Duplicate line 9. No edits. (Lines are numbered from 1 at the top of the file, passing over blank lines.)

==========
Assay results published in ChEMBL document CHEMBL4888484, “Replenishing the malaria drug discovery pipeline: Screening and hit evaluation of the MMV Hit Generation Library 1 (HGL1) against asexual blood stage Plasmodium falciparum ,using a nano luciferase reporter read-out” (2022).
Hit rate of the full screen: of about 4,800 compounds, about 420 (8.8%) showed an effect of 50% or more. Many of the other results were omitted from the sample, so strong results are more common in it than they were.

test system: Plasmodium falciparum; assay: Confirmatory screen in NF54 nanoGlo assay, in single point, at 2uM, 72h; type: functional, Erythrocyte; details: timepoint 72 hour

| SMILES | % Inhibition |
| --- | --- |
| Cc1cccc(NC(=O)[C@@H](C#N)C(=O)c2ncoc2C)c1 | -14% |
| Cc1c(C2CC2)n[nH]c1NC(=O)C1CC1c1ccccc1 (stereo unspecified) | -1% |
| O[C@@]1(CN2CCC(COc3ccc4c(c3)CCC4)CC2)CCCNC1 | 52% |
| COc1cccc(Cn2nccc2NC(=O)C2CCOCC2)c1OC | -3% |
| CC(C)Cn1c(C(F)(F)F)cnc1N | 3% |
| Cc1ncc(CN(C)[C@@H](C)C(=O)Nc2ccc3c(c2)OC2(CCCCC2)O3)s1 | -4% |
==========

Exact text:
| COc1cccc(Cn2nccc2NC(=O)C2CCOCC2)c1OC | -3% |